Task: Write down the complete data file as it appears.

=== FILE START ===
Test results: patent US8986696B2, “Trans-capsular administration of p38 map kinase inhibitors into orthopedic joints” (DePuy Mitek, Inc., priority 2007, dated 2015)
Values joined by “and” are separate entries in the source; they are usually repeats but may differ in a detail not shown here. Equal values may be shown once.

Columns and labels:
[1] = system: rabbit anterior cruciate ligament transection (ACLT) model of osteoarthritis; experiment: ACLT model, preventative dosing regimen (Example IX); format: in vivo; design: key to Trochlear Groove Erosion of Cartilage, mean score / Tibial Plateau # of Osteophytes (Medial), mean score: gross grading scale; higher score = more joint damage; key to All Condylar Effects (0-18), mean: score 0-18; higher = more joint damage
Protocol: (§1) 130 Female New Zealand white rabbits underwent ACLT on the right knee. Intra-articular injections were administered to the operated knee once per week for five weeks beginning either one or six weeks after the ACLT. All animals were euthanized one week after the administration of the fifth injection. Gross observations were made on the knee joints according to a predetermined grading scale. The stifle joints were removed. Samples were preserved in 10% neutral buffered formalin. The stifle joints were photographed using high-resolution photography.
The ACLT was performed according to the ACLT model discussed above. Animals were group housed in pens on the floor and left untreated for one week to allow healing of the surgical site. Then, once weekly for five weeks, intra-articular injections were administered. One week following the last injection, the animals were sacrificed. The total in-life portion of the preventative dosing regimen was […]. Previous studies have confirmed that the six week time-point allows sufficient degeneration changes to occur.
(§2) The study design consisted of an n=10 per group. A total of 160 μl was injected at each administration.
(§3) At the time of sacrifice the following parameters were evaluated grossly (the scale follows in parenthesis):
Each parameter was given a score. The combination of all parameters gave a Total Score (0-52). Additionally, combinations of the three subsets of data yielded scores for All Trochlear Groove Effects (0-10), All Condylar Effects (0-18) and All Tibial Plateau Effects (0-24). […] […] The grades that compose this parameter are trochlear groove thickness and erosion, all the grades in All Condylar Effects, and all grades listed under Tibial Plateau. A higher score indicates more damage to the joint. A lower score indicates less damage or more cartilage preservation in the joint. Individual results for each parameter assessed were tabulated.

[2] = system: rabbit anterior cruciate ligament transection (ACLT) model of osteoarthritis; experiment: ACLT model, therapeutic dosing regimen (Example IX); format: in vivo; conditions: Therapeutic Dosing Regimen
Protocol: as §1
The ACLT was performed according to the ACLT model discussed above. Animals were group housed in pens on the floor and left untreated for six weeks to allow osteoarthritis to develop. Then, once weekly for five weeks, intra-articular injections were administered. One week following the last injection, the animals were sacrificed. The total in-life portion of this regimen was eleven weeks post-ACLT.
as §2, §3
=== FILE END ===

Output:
Test results: patent US8986696B2, “Trans-capsular administration of p38 map kinase inhibitors into orthopedic joints” (DePuy Mitek, Inc., priority 2007, dated 2015)
Values joined by “and” are separate entries in the source; they are usually repeats but may differ in a detail not shown here. Equal values may be shown once.

Columns and labels:
[1] = system: rabbit anterior cruciate ligament transection (ACLT) model of osteoarthritis; experiment: ACLT model, preventative dosing regimen (Example IX); format: in vivo; design: key to Trochlear Groove Erosion of Cartilage, mean score / Tibial Plateau # of Osteophytes (Medial), mean score: gross grading scale; higher score = more joint damage; key to All Condylar Effects (0-18), mean: score 0-18; higher = more joint damage
Protocol: (§1) 130 Female New Zealand white rabbits underwent ACLT on the right knee. Intra-articular injections were administered to the operated knee once per week for five weeks beginning either one or six weeks after the ACLT. All animals were euthanized one week after the administration of the fifth injection. Gross observations were made on the knee joints according to a predetermined grading scale. The stifle joints were removed. Samples were preserved in 10% neutral buffered formalin. The stifle joints were photographed using high-resolution photography.
The ACLT was performed according to the ACLT model discussed above. Animals were group housed in pens on the floor and left untreated for one week to allow healing of the surgical site. Then, once weekly for five weeks, intra-articular injections were administered. One week following the last injection, the animals were sacrificed. The total in-life portion of the preventative dosing regimen was […]. Previous studies have confirmed that the six week time-point allows sufficient degeneration changes to occur.
(§2) The study design consisted of an n=10 per group. A total of 160 μl was injected at each administration.
(§3) At the time of sacrifice the following parameters were evaluated grossly (the scale follows in parenthesis):
Each parameter was given a score. The combination of all parameters gave a Total Score (0-52). Additionally, combinations of the three subsets of data yielded scores for All Trochlear Groove Effects (0-10), All Condylar Effects (0-18) and All Tibial Plateau Effects (0-24). […] […] The grades that compose this parameter are trochlear groove thickness and erosion, all the grades in All Condylar Effects, and all grades listed under Tibial Plateau. A higher score indicates more damage to the joint. A lower score indicates less damage or more cartilage preservation in the joint. Individual results for each parameter assessed were tabulated.

[2] = system: rabbit anterior cruciate ligament transection (ACLT) model of osteoarthritis; experiment: ACLT model, therapeutic dosing regimen (Example IX); format: in vivo; conditions: Therapeutic Dosing Regimen
Protocol: as §1
The ACLT was performed according to the ACLT model discussed above. Animals were group housed in pens on the floor and left untreated for six weeks to allow osteoarthritis to develop. Then, once weekly for five weeks, intra-articular injections were administered. One week following the last injection, the animals were sacrificed. The total in-life portion of this regimen was eleven weeks post-ACLT.
as §2, §3